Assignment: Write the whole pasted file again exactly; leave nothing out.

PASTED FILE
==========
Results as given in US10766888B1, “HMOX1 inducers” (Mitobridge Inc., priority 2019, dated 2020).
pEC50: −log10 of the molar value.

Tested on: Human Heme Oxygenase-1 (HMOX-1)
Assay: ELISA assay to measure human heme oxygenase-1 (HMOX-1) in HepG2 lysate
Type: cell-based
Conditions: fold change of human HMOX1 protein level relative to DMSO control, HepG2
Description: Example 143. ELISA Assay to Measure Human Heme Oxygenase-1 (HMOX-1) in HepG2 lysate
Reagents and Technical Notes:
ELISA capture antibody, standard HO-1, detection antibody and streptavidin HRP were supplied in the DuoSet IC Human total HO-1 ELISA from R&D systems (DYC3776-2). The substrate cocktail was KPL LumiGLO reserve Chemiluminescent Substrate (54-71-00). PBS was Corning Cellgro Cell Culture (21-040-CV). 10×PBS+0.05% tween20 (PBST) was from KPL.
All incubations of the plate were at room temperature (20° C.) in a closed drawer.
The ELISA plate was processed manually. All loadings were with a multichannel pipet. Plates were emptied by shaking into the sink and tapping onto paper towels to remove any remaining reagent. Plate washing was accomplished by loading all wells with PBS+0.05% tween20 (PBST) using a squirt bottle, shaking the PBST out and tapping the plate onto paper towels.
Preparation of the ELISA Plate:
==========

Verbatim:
Results as given in US10766888B1, “HMOX1 inducers” (Mitobridge Inc., priority 2019, dated 2020).
pEC50: −log10 of the molar value.

Tested on: Human Heme Oxygenase-1 (HMOX-1)
Assay: ELISA assay to measure human heme oxygenase-1 (HMOX-1) in HepG2 lysate
Type: cell-based
Conditions: fold change of human HMOX1 protein level relative to DMSO control, HepG2
Description: Example 143. ELISA Assay to Measure Human Heme Oxygenase-1 (HMOX-1) in HepG2 lysate
Reagents and Technical Notes:
ELISA capture antibody, standard HO-1, detection antibody and streptavidin HRP were supplied in the DuoSet IC Human total HO-1 ELISA from R&D systems (DYC3776-2). The substrate cocktail was KPL LumiGLO reserve Chemiluminescent Substrate (54-71-00). PBS was Corning Cellgro Cell Culture (21-040-CV). 10×PBS+0.05% tween20 (PBST) was from KPL.
All incubations of the plate were at room temperature (20° C.) in a closed drawer.
The ELISA plate was processed manually. All loadings were with a multichannel pipet. Plates were emptied by shaking into the sink and tapping onto paper towels to remove any remaining reagent. Plate washing was accomplished by loading all wells with PBS+0.05% tween20 (PBST) using a squirt bottle, shaking the PBST out and tapping the plate onto paper towels.
Preparation of the ELISA Plate: